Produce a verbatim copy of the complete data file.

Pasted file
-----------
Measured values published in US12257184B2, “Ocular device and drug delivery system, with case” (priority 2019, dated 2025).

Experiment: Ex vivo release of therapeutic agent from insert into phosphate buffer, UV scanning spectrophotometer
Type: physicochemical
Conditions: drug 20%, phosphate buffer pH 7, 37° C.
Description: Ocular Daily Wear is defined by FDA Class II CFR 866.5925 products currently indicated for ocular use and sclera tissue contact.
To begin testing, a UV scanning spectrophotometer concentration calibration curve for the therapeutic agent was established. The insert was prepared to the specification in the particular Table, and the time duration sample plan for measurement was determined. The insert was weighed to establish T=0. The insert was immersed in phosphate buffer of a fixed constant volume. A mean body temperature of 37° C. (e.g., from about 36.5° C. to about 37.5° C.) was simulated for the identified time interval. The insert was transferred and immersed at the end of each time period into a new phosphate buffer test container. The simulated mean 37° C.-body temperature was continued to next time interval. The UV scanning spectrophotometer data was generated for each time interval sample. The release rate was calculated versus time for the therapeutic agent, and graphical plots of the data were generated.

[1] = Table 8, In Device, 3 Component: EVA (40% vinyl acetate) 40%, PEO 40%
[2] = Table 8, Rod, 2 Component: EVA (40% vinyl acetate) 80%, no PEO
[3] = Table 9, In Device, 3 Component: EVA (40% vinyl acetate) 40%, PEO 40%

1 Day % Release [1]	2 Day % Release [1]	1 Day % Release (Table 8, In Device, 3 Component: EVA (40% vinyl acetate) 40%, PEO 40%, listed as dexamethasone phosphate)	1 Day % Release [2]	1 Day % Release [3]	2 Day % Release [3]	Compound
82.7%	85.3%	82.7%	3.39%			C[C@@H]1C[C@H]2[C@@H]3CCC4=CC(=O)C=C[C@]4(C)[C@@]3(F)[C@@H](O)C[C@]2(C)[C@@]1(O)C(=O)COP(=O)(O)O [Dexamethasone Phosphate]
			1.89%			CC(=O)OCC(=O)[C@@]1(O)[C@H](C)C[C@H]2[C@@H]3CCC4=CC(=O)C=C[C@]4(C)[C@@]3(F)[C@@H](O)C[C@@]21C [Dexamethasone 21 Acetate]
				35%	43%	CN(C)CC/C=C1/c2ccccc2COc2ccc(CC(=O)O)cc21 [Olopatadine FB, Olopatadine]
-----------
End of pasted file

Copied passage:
Measured values published in US12257184B2, “Ocular device and drug delivery system, with case” (priority 2019, dated 2025).

Experiment: Ex vivo release of therapeutic agent from insert into phosphate buffer, UV scanning spectrophotometer
Type: physicochemical
Conditions: drug 20%, phosphate buffer pH 7, 37° C.
Description: Ocular Daily Wear is defined by FDA Class II CFR 866.5925 products currently indicated for ocular use and sclera tissue contact.
To begin testing, a UV scanning spectrophotometer concentration calibration curve for the therapeutic agent was established. The insert was prepared to the specification in the particular Table, and the time duration sample plan for measurement was determined. The insert was weighed to establish T=0. The insert was immersed in phosphate buffer of a fixed constant volume. A mean body temperature of 37° C. (e.g., from about 36.5° C. to about 37.5° C.) was simulated for the identified time interval. The insert was transferred and immersed at the end of each time period into a new phosphate buffer test container. The simulated mean 37° C.-body temperature was continued to next time interval. The UV scanning spectrophotometer data was generated for each time interval sample. The release rate was calculated versus time for the therapeutic agent, and graphical plots of the data were generated.

[1] = Table 8, In Device, 3 Component: EVA (40% vinyl acetate) 40%, PEO 40%
[2] = Table 8, Rod, 2 Component: EVA (40% vinyl acetate) 80%, no PEO
[3] = Table 9, In Device, 3 Component: EVA (40% vinyl acetate) 40%, PEO 40%

1 Day % Release [1]	2 Day % Release [1]	1 Day % Release (Table 8, In Device, 3 Component: EVA (40% vinyl acetate) 40%, PEO 40%, listed as dexamethasone phosphate)	1 Day % Release [2]	1 Day % Release [3]	2 Day % Release [3]	Compound
82.7%	85.3%	82.7%	3.39%			C[C@@H]1C[C@H]2[C@@H]3CCC4=CC(=O)C=C[C@]4(C)[C@@]3(F)[C@@H](O)C[C@]2(C)[C@@]1(O)C(=O)COP(=O)(O)O [Dexamethasone Phosphate]
			1.89%			CC(=O)OCC(=O)[C@@]1(O)[C@H](C)C[C@H]2[C@@H]3CCC4=CC(=O)C=C[C@]4(C)[C@@]3(F)[C@@H](O)C[C@@]21C [Dexamethasone 21 Acetate]
				35%	43%	CN(C)CC/C=C1/c2ccccc2COc2ccc(CC(=O)O)cc21 [Olopatadine FB, Olopatadine]